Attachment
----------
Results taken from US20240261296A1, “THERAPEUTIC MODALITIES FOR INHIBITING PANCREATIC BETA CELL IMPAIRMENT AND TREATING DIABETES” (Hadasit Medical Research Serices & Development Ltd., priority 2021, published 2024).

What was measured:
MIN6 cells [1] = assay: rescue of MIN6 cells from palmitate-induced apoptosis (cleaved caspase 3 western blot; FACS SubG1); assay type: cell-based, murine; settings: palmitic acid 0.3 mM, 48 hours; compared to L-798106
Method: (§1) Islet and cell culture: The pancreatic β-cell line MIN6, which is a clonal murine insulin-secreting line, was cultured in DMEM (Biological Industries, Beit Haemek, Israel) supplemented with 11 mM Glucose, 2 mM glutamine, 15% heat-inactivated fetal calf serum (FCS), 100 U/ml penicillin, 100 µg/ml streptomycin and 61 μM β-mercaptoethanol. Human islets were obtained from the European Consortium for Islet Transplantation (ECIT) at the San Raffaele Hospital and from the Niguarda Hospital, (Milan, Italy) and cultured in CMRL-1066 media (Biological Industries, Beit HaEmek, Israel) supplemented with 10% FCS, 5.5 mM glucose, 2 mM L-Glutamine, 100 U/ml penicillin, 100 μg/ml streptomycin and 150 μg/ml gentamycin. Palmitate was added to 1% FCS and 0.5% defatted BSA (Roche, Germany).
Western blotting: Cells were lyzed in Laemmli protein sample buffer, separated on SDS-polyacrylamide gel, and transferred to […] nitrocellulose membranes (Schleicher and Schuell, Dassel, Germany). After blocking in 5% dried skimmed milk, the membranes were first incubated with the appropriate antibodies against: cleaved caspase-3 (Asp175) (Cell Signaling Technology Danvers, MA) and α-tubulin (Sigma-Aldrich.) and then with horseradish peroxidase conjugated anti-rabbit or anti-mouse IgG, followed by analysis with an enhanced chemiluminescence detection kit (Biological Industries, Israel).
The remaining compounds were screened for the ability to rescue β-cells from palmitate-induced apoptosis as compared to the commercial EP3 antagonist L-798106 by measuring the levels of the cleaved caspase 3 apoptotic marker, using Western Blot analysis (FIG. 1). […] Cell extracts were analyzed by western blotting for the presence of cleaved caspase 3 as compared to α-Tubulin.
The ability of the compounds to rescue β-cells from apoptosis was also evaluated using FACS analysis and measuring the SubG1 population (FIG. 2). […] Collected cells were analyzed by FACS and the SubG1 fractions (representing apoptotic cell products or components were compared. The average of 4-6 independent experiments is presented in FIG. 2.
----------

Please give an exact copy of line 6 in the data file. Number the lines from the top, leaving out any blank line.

The remaining compounds were screened for the ability to rescue β-cells from palmitate-induced apoptosis as compared to the commercial EP3 antagonist L-798106 by measuring the levels of the cleaved caspase 3 apoptotic marker, using Western Blot analysis (FIG. 1). […] Cell extracts were analyzed by western blotting for the presence of cleaved caspase 3 as compared to α-Tubulin.